Coby Fleener Is a Late-Round Fantasy Football Steal in 2017
I used to hate vegetables. Spinach, brussels sprouts, broccoli; I’d loathe eating green things every time they found their way to my plate. My parents always reminded me that they were good for me, that they would help me “grow big and strong”. I didn’t care unless they had cheese microwaved onto them.
Sometimes we are told non-stop how we should do something, how it’s better for us, how we need to trust others’ advice on the healthy solution. Those words of wisdom are often right, but sometimes, we have to come to the conclusion on our own.
For instance, I could talk your ear off about how silly it would be to draft a fantasy football tight end early this year, given the fact that players like the New Orleans Saints’ Coby Fleener are sitting late in the draft and have top-five positional upside. You’d be well within your rights to scoff at me if I simply said that, which is why I’m going to show you what you’re missing from your fantasy diet by ignoring filling and enriching players like Fleener.
How Can He Be a Late-Round Steal?
“But, Joe,” you say, “I’ve been down this road before. I was a huge fan of Coby Fleener coming to the Saints last year, and I got burned. How am I supposed to trust him now?”
It can be tough to see results from a philosophy change right away, if you’re going to sustain this new mindset for the long-term. The Fleener Diet I’m proposing isn’t some simple fad for 2017; this is something you should shape your whole fantasy life around going forward, starting with a little introduction to a psychological concept called “recency bias”.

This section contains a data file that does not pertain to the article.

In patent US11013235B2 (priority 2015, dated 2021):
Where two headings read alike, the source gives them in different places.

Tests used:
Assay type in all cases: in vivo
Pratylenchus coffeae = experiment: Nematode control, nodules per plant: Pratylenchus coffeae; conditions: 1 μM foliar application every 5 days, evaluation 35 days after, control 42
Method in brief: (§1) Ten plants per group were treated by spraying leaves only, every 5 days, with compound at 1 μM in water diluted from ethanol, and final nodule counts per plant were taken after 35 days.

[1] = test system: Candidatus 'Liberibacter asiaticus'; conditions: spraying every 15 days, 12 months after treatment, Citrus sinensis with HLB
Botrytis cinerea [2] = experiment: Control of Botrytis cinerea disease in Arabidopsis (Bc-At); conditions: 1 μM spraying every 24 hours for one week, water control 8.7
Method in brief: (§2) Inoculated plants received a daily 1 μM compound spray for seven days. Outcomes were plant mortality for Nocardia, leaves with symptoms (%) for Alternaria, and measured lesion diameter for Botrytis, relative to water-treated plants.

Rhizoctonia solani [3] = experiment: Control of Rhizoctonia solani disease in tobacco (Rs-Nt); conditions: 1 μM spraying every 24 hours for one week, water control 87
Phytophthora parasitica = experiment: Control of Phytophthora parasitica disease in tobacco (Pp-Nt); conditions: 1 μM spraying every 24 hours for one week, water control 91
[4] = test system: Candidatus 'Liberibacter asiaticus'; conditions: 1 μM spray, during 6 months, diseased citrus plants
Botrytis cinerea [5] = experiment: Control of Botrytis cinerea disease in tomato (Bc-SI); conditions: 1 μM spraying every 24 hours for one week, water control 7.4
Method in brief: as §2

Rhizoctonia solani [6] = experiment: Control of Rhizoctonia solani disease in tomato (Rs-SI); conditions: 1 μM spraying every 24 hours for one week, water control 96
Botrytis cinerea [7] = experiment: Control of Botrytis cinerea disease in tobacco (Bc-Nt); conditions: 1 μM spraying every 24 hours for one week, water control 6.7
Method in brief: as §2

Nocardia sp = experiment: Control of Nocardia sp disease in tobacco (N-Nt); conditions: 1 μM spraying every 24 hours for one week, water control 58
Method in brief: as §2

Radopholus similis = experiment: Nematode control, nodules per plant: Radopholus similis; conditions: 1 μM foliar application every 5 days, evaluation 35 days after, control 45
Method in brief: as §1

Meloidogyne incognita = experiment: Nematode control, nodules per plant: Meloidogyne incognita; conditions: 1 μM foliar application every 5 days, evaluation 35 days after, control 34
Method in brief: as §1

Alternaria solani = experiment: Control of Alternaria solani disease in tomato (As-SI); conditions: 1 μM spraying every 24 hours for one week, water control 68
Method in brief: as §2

Recency bias, in a nutshell, is the idea that what happened most recently is the thing that is most likely to happen in the future: a player had a down year in 2016? According to recency bias, they’re likely to be bad again in 2017 – even if they’ve been good every season prior. This is dangerous in fantasy football is because it tells you to ignore the real, practical factors and to only focus on the previous outcomes.
Why This Matters for His Fantasy Value
We all thought Fleener was going to be Jimmy Graham, Part Deux when he signed with New Orleans in the 2016 offseason, but he turned out to be more trompe l’oeil than magnifique during his first year in the Big Easy. We can see that both through box score statistics and numberFire’s signature metric, Net Expected Points (NEP).
NEP describes the contribution a play (or player) makes to their team’s chances of scoring. By adding down-and-distance value to the box score, we can see just how much each play and each team as a whole influence the outcome of games. For more info on NEP, check out our glossary.
The table below shows Fleener’s 2016 targets, his share of team targets, yards-per-target, touchdown rate, and Reception NEP per target compared to that of the Saints’ top tight ends the five years prior.
|Year||Full Name||Targets||Targ %||Yds/Targ||TD%||Reception NEP/Targ|
With a proper workload, it was reasonable to expect a strong campaign from Fleener in New Orleans. Instead, the Saints and fantasy owners saw the worst production by nearly every metric in the last half-decade.